A much loved member of the Haemophilia team at East Kent Hospitals is helping children across the county to understand their illness and treatment.
Jaffa is a procedural puppet. Just like any stuffed doll, he is made of cloth and stuffing, but has additional components that can be used to display injection ports and explain procedures to patients with Haemophilia.
Bumps and scrapes are a normal part of childhood. For most children, a tumble off a bike or a stray kick in a football game means a temporary bruise or a cut that heals with a scab. However, for those with Haemophilia, these everyday mishaps are cause for concern.
Haemophilia is a rare condition that affects the blood's ability to clot. It's usually inherited, and most people who have it are male. Normally substances in the blood known as clotting factors combine with blood cells called platelets to make the blood sticky. If injured, this eventually makes the bleeding stop.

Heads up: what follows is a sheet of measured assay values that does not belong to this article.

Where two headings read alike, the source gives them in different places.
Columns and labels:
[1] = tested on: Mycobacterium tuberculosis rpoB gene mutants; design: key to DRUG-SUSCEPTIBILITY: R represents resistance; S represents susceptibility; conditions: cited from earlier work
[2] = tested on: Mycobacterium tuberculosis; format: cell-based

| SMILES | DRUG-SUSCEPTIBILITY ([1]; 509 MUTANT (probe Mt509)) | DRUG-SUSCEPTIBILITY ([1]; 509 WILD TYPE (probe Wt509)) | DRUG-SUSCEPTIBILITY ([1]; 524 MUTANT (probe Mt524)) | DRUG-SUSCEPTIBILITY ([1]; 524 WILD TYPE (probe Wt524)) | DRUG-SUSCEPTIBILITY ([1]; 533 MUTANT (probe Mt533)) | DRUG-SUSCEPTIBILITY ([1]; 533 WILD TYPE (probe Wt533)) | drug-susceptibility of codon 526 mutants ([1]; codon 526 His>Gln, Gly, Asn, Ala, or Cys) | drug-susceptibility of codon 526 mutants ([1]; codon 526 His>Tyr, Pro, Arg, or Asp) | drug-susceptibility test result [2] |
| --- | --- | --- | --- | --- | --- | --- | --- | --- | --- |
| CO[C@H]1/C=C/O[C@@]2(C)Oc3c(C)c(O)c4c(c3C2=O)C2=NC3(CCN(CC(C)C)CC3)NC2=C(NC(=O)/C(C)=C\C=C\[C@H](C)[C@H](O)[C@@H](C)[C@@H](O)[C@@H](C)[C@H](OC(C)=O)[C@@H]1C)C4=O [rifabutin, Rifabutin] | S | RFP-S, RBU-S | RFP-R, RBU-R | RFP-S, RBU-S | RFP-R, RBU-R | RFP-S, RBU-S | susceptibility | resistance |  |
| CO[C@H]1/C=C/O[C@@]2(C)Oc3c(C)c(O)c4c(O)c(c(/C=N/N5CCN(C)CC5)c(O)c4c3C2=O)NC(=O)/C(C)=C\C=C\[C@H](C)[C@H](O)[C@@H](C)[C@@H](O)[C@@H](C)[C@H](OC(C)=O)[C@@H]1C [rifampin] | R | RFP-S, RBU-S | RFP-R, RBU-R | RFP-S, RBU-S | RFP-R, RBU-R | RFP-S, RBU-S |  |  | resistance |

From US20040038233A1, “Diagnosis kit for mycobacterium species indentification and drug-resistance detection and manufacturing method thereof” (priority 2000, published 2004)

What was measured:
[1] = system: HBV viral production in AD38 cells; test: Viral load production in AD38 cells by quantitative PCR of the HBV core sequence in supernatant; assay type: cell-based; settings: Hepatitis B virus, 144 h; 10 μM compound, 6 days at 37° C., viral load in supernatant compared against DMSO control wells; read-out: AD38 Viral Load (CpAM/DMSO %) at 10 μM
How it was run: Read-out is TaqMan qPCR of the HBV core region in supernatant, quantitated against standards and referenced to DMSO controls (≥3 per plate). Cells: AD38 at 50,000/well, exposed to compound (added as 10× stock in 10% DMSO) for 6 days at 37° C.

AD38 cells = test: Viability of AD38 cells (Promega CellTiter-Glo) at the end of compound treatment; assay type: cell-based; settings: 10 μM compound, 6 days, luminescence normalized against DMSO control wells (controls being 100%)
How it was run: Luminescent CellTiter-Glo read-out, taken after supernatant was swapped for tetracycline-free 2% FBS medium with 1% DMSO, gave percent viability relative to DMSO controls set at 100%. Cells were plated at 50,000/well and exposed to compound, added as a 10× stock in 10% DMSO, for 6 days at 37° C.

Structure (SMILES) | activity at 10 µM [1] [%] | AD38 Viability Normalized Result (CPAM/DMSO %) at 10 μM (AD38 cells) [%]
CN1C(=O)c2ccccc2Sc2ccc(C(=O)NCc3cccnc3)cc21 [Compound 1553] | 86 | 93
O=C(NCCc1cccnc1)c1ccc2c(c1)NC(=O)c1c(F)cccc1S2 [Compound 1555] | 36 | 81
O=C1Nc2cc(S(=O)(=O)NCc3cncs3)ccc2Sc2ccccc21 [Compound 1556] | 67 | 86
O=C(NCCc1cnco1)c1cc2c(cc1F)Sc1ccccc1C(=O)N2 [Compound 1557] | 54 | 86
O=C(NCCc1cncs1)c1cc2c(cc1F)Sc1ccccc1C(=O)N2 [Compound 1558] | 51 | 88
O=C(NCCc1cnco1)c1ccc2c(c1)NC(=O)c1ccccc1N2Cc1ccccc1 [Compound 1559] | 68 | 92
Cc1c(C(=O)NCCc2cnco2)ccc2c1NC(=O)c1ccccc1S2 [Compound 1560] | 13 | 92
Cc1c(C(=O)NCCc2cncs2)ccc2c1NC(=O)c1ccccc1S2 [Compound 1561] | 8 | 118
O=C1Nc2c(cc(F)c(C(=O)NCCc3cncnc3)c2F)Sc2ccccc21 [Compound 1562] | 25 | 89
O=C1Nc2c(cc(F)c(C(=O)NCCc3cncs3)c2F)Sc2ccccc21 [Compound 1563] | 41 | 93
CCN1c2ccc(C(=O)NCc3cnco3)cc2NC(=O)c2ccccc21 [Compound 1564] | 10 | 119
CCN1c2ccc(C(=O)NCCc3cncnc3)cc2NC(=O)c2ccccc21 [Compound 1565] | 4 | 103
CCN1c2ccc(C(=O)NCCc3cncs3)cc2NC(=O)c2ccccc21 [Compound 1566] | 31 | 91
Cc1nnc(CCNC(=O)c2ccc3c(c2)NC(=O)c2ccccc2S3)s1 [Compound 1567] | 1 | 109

People with Haemophilia don't have as many clotting factors as there should be in the blood. This means they bleed for longer than usual and can lead to bleeding into muscles and joints. As a result, muscles become weak, joints become painful and it can become difficult to move.
The specially designed puppet now being used at Kent and Canterbury Hospital is now providing a clever teaching tool. Jaffa is a cutting-edge procedural puppet can even have a naso-gastric tube in his nose, a cannula in his arm, a catheter, portacath in his chest, port holes in his joints and has an injectable abdomen.